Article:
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Paper

Barrier to treatment in Shenzhen, China: a qualitative study on the experiences of Chinese families facing eating disorders

abstract

Background. Eating disorders (ED) have become a rising mental health problem affecting children and adolescents in China since the Open Door Policy in 1980s. If not properly treated, the effects of the disorders on children and adolescents would be devastating. Early identification and early treatment are vital to ensure speedy recovery.
Drug treatment alone for ED is ineffective. Outcome studies conducted in England have shown that family therapy is superior to individual psychotherapy in treating emaciated children and adolescents aged 18 or below and with an illness history under 3 years (Russell, Szmukler, Dare & Eisler, 1987; Russell, Dare, Eisler & Le Grange, 1992). In Hong Kong, Ma and Lai (2006) assessed the applicability of family therapy in helping emaciated Chinese children and adolescents with encouraging and promising treatment outcome. Due to small sampling, the findings of this study cannot be generalized to other Chinese societies like Shenzhen.
In Shenzhen, treatment for the emaciated children and adolescents are bio-medical oriented. There is a dearth of family treatment for children and adolescents with ED. In view of this service gap, the first author has been offering family treatment to the afflicted children and adolescents three years ago in Shengang Family Treatment Center, the first family treatment centre in South China, excluding Hong Kong. Nevertheless, the engagement rate in Shenzhen is roughly 30%, in contrast to 86% engagement rate in Hong Kong; delayed treatment is common too.
Although contiguous, Hong Kong and Shenzhen differ significantly in their political, economic and social systems, the history of development and the degree of westernization. Shenzhen is located directly to the north of Hong Kong. Shenzhen has been rapidly transformed and urbanized since the 1980s from a rural town under a highly collective society with a planned economy into a vibrant city with an economy that is very much market-driven. Its population has increased from 314,100 in 1970 to nearly 6 million in 2005 (Shenzhen Statistic Bureau, 2002). The majority of Shenzhen's residents consist of young migrants from different parts of the Mainland China, predominantly from the rural provinces, looking for work and opportunities. However, there is a significant lag in the development of social institutions (e.g., development of social services). Cultural values and beliefs remain unchanged; for instance, the agricultural-patriarchal family patterns of interaction have tremendous influence on Shenzhen people's beliefs and behaviours.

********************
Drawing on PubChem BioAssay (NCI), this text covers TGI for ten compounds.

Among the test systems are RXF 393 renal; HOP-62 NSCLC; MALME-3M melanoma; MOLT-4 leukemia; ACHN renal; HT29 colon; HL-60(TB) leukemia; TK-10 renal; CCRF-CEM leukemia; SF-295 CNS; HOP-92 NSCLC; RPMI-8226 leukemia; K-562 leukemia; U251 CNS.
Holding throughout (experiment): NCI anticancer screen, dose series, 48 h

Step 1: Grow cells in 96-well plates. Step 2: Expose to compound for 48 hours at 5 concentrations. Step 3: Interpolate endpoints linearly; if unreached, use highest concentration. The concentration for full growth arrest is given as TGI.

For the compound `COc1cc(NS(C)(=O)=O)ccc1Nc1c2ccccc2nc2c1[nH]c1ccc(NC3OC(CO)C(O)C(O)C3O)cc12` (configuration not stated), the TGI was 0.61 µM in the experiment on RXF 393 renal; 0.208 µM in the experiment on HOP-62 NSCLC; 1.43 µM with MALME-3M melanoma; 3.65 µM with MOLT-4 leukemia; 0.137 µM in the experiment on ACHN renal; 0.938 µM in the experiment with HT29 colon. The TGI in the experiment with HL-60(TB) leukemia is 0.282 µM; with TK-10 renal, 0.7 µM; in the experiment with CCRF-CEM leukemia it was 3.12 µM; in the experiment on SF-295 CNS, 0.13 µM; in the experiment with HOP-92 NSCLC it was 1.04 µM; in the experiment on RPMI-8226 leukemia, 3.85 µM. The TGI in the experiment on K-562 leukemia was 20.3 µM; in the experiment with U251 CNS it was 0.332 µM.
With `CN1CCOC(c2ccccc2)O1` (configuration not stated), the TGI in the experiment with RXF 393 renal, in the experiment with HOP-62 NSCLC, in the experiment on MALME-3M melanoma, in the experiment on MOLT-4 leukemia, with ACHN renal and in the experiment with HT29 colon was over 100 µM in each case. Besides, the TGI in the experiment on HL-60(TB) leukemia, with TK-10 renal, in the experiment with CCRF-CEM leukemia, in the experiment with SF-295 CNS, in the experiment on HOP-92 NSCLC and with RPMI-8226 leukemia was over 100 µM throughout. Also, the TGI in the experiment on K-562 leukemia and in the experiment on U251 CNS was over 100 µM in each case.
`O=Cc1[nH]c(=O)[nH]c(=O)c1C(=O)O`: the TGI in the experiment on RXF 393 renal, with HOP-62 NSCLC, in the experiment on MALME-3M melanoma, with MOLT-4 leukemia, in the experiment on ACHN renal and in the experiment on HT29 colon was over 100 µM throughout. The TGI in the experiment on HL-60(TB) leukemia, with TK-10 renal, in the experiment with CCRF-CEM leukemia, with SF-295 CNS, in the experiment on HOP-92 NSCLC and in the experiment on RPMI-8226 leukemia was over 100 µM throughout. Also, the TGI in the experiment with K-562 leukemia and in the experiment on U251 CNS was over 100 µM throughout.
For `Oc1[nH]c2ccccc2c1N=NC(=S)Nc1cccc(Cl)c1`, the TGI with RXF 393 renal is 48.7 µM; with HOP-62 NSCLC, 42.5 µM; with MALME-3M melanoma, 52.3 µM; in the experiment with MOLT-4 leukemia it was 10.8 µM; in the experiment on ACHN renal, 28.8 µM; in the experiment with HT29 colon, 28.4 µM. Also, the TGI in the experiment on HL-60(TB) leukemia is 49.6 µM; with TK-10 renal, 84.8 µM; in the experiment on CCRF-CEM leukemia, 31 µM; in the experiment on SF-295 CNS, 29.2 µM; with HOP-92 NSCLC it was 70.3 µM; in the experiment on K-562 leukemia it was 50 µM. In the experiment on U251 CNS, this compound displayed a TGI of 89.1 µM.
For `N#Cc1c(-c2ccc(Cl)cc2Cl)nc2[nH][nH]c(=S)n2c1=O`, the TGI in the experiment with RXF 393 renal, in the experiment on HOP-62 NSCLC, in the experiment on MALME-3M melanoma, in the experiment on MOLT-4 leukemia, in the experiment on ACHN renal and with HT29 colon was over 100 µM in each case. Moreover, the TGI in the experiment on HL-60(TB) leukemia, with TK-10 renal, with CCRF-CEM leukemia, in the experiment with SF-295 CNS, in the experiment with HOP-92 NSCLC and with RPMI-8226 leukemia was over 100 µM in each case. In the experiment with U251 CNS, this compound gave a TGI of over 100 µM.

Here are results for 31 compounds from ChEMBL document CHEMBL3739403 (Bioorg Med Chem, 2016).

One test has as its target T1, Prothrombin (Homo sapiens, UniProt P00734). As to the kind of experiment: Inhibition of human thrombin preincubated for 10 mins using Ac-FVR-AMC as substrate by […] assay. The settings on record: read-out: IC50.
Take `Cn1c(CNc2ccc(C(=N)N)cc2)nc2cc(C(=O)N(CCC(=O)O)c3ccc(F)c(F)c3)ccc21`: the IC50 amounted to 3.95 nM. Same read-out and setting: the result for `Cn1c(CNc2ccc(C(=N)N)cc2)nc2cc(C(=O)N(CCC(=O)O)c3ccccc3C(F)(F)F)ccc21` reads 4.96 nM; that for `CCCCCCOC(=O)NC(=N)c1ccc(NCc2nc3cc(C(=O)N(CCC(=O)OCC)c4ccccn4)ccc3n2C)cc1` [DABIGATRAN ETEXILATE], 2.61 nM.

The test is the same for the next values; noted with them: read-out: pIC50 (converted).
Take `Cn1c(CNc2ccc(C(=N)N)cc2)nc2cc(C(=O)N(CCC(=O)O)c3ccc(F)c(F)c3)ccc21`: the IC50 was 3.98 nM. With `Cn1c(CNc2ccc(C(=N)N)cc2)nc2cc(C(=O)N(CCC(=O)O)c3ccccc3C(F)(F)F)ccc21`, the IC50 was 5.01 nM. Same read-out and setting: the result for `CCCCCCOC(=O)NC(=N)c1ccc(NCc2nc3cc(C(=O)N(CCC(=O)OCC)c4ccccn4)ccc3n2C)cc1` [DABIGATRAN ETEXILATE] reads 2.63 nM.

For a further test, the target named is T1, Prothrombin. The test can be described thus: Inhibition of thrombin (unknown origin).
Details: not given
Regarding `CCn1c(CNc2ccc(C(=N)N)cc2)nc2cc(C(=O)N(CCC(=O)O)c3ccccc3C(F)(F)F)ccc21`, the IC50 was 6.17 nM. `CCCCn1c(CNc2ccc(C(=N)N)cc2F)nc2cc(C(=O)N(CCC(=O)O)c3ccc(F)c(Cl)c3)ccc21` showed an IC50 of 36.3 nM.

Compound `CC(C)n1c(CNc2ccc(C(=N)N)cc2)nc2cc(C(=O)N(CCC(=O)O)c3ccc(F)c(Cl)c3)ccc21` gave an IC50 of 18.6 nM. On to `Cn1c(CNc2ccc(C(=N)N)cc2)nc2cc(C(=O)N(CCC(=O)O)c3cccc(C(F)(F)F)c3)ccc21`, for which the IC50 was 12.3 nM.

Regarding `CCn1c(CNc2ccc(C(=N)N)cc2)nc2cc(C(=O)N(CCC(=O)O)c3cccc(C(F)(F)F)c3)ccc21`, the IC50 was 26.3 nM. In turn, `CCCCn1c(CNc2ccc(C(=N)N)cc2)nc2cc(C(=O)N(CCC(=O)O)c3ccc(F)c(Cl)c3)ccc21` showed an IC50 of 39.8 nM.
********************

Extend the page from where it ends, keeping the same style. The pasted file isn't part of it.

While the study of eating disorders has attracted the interests of Chinese mental health professionals in the past two decades, little has been known on the treatment barriers for Shenzhen emaciated children and adolescents. Numerous studies have been published from 1980s onward, which can be roughly grouped into three types: (a) clinical summaries and clinical reports (Sung & Fang, 1990; Chen, 1990; Wang, 1999; Tai, 2001; Ding & Hun, 2001); (b) assessment of psychometric measures developed in the West for disordered eating, namely EDI (Zhang & Kong, 2004; Chen, Leung, Wang & Tang, 2005); and (c) a study of psychological factors predicting dieting (Xiao, Gail & Asian, 2001). Not a single study can be identified in Mainland China in general and in Shenzhen in particular, which aims to examine factors accounting for the low engagement rate and delayed treatment.
Learning the subjective experiences of the afflicted patients and the families in help-seeking will have direct implications for clinical practice and policy formulation, specifically in assisting them to overcome the treatment barriers and participate actively in treatment.

Purpose. Three burning questions have come to the authors' mind in the past years of clinical practice:

  • What are the essential factors affecting the motivation of these afflicted patients and families to seek family therapy?
  • Why do some of these patients and families drop out from the treatment?
  • How does a family therapist overcome these treatment barriers?